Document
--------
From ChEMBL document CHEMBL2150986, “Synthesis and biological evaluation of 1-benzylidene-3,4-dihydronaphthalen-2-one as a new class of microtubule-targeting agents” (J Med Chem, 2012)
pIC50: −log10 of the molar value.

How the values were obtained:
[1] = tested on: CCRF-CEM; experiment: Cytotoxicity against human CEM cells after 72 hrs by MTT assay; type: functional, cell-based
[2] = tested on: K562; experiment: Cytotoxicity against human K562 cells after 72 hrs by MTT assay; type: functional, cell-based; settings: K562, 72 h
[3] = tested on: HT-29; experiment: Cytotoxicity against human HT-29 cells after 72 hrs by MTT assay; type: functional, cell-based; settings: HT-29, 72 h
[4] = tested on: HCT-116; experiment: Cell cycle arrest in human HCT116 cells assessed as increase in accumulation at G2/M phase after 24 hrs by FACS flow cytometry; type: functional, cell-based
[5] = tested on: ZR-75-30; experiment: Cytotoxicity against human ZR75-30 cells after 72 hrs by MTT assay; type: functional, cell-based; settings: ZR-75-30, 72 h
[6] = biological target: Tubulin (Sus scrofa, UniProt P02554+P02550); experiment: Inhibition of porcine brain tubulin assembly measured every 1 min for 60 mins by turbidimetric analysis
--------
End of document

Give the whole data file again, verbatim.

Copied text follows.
From ChEMBL document CHEMBL2150986, “Synthesis and biological evaluation of 1-benzylidene-3,4-dihydronaphthalen-2-one as a new class of microtubule-targeting agents” (J Med Chem, 2012)
pIC50: −log10 of the molar value.

How the values were obtained:
[1] = tested on: CCRF-CEM; experiment: Cytotoxicity against human CEM cells after 72 hrs by MTT assay; type: functional, cell-based
[2] = tested on: K562; experiment: Cytotoxicity against human K562 cells after 72 hrs by MTT assay; type: functional, cell-based; settings: K562, 72 h
[3] = tested on: HT-29; experiment: Cytotoxicity against human HT-29 cells after 72 hrs by MTT assay; type: functional, cell-based; settings: HT-29, 72 h
[4] = tested on: HCT-116; experiment: Cell cycle arrest in human HCT116 cells assessed as increase in accumulation at G2/M phase after 24 hrs by FACS flow cytometry; type: functional, cell-based
[5] = tested on: ZR-75-30; experiment: Cytotoxicity against human ZR75-30 cells after 72 hrs by MTT assay; type: functional, cell-based; settings: ZR-75-30, 72 h
[6] = biological target: Tubulin (Sus scrofa, UniProt P02554+P02550); experiment: Inhibition of porcine brain tubulin assembly measured every 1 min for 60 mins by turbidimetric analysis